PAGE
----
The slot 95 formed in such a sheet of aluminum can be distorted as the panels are handled. To avoid this, a piece of reinforcing mat 98 is attached to both sleeper pieces, bridging the space and so insuring a degree of lateral dimensional stability of the panel. The mat 98 may be fiberglass or other strong flexible thermally insulating material that is attached by glue, epoxy, staples, etc. to the boards as shown. The completed modular panel 90, shown in FIGS. 9 and 10 is substantially rigid longitudinally and can flex slightly along slot 95.

Sixth Embodiment—Panels of the Second Type

FIG. 11 shows the sixth embodiment of the present invention using panels of the second type. The panel 100 is an assembly of a radiation plate 101 and holding boards 106 and 107, which are about the same thickness as the outside diameter of the tubing 1 that is inserted into longitudinal slot 105 of the plate. The two boards 106 and 107 support the radiation plate 101 and the tubing fits snugly into slot 105. The plate and slot can be made of a unitary piece of sheet metal bent to form slot 105 having sides 102 and 103 and bottom 104.

As shown, the plate slot 105 fits between the spaced apart boards 106 and 107 and defines a loop, which is as deep as the thickness of the boards and in which the tubing 1 fits at installation. A piece of reinforcing mat 111 is attached to both boards 106 and 107, bridging the space and so insuring lateral dimensional stability of the panel and so the completed modular panel is substantially rigid longitudinally and can flex slightly along slot 105.

The inside edges 108 and 109 of the holder boards 106 and 107, respectively, define the space into which the plate slot 105 is inserted and held to receive the tubing. Those edges 108 and 109 are preferably beveled slightly as shown and provide a tight fit for the tubing inside the plate slot. The bevel tapers the entrance walls to the space between the boards so that it becomes slightly wider toward the bottom of the slot. Thus, the tubing must be forced into the slot from the open side thereof and once forced in is held firmly therein and is further secured by the filler material 20.

According to this sixth embodiment a grid structure 115 is provided between the installed panels and tubing and the finished wall covering 112 so that direct thermal contact of the tubing with the finished wall covering is reduced and trapped air spaces 116 are formed.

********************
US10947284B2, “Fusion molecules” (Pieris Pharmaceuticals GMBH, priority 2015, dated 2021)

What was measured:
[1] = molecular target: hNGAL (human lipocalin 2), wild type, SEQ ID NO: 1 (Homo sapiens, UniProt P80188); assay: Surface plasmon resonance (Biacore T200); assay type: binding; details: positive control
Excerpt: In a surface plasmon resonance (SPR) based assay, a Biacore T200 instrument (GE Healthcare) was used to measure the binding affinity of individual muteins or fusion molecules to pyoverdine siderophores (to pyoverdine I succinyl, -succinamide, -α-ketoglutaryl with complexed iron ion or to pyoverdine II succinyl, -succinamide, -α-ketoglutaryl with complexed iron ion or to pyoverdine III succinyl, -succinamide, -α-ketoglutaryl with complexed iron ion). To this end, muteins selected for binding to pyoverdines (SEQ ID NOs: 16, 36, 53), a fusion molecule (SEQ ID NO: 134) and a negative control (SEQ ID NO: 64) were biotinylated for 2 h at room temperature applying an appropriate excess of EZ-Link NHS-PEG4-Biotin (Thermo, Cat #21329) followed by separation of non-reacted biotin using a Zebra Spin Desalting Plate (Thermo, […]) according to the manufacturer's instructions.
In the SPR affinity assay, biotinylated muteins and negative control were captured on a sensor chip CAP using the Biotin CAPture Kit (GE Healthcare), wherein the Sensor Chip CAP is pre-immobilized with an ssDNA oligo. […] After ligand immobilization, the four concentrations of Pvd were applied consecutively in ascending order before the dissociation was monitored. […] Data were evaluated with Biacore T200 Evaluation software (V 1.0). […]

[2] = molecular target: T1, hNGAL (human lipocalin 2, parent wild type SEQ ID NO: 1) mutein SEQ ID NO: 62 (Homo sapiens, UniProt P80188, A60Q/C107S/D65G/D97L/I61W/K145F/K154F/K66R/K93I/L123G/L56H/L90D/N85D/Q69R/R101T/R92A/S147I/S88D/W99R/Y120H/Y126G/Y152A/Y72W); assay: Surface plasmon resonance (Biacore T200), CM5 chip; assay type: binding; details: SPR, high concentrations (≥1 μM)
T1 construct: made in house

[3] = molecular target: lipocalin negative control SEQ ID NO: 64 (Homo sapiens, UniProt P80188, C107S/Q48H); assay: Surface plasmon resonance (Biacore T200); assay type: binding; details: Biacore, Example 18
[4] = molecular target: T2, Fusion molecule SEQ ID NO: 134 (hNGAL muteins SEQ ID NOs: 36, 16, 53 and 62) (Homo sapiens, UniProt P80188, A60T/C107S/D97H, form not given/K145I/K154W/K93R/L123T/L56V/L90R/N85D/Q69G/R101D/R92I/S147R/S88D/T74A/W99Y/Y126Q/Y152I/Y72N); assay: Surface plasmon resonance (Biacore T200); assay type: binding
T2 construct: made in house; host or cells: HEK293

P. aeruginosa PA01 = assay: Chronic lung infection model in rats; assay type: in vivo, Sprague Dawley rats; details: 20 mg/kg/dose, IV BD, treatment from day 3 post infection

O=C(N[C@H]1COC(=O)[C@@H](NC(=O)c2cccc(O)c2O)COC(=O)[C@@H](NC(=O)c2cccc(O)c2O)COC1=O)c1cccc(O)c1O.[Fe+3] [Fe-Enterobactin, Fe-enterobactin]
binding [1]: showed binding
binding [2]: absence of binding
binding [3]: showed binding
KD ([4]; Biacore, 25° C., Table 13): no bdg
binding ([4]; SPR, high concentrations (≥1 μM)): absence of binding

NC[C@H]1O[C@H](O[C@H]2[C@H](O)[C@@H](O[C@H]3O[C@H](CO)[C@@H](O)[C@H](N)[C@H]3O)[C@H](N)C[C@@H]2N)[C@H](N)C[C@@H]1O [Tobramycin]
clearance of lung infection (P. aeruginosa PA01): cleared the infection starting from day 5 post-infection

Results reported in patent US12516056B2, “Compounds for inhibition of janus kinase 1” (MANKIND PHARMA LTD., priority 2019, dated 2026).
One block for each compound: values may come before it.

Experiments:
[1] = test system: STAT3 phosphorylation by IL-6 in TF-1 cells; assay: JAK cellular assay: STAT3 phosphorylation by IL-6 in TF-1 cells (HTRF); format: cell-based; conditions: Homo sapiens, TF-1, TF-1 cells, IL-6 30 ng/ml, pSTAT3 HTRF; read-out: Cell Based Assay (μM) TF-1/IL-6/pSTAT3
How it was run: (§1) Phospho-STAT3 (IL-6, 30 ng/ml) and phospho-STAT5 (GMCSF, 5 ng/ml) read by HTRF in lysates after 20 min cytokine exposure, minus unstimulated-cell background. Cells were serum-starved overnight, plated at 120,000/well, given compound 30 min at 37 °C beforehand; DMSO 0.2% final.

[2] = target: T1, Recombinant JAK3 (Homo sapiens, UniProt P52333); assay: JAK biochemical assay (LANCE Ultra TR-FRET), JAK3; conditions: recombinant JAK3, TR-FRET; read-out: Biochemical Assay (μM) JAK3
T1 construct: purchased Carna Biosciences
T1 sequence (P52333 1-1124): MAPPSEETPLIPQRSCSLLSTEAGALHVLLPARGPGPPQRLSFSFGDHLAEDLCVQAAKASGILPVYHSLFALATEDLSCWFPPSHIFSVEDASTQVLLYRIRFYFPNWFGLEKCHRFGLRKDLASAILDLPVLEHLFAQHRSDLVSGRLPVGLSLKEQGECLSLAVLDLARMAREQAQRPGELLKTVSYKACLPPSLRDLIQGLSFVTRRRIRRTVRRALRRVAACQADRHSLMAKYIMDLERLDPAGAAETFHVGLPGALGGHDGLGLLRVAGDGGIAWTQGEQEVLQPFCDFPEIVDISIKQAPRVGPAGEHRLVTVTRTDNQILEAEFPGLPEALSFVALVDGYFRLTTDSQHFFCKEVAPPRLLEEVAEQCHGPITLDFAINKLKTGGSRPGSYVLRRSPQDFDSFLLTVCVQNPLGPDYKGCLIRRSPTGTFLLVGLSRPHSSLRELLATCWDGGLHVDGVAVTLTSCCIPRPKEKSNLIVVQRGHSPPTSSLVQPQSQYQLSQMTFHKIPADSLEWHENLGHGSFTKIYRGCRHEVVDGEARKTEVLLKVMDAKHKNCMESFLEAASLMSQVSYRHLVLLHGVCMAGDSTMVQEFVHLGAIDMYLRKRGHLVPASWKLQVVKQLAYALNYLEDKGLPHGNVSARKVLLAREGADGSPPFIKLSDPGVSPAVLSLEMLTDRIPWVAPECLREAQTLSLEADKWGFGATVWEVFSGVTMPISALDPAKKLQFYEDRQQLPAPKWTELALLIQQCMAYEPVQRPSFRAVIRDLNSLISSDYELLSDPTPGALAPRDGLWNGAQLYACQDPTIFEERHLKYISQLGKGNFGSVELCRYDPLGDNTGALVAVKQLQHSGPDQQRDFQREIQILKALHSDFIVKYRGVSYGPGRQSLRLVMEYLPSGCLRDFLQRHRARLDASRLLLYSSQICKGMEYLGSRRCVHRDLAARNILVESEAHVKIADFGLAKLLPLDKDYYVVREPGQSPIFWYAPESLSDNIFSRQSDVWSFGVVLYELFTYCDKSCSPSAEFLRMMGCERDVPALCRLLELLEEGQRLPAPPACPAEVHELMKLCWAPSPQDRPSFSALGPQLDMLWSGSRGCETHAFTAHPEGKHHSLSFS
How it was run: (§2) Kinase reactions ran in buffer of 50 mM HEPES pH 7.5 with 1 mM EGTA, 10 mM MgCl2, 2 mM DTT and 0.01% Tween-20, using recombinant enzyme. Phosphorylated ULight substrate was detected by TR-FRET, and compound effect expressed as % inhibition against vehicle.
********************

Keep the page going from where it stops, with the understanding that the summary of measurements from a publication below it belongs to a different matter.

By reducing thermal conduction between the tubing and the finished wall covering, the wall covering surface 114 has less temperature variation across it. For example, for RWH and RCH, the temperature on the surface of the finished covering immediately over the tubing is likely to be significantly higher than elsewhere. The grid structure creates trapped air spaces 116 are thermal barrier to direct thermal conduction. The result is that “hot spots” on the finished wall or ceiling covering surface are diminished or eliminated and the surface temperature thereof is more even and comfortable.

A similar result is achieved for RWC and RCC where the temperature of the finished covering immediately over the tubing is likely to be significantly colder than elsewhere. Here again, the grid structure 111 creates trapped air spaces 116 between the panels and tubing and the finished covering and the trapped air spaces are thermal barriers to direct thermal conduction. The result is that “cold spots” on the finished covering surface are reduced, the surface temperature is more even and comfortable and condensation on the surface during humid conditions is less likely.

Seventh Embodiment—Panels of the Second Type

FIG. 12 shows the seventh embodiment of the present invention using panels of the second type. Here the panel is the same as panel 100 is the sixth embodiment (FIG. 11) and all reference numbers on the panel with tubing 1 inserted and secured with compliant thermally conductive filler material 20 are the same as in FIG. 11 and so that part of the description hereinabove with reference to FIG. 11 applies also to FIG. 12.

According to this seventh embodiment, direct thermal contact between the tubing and the finished floor covering 122 is reduced by thermal insulation strip 125 that covers the tubing and part of the holder boards immediately next to the tubing. The insulation strip 125 is a barrier to heat conduction directly from the tubing to the finished floor covering 122 Other strips 126 like 125 may be provided for even mechanical support and need not be thermally insulating. By reducing thermal conduction between the tubing and the finished wall covering, the all covering surface 124 has less temperature variation across it. For example, for RWH and RCH, the temperature on the surface of the finished covering immediately over the tubing is likely to be significantly higher than elsewhere. The strips also create trapped air spaces 123 that are thermal barriers to direct thermal conduction. The result is that “hot spots” on the finished wall or ceiling covering surface 124 are diminished or eliminated and the surface temperature thereof is more even and comfortable.

A similar result is achieved for RWC and RCC where the temperature of the finished covering immediately over the tubing is 10 likely to be significantly colder than elsewhere. Here again, the strips create trapped air spaces 123 between the panels and tubing and the finished covering and the trapped air spaces are thermal barriers to direct thermal conduction and the result is that “cold spots” on the finished covering surface are reduced, the surface temperature is more even and comfortable and condensation on the surface during humid conditions is less likely.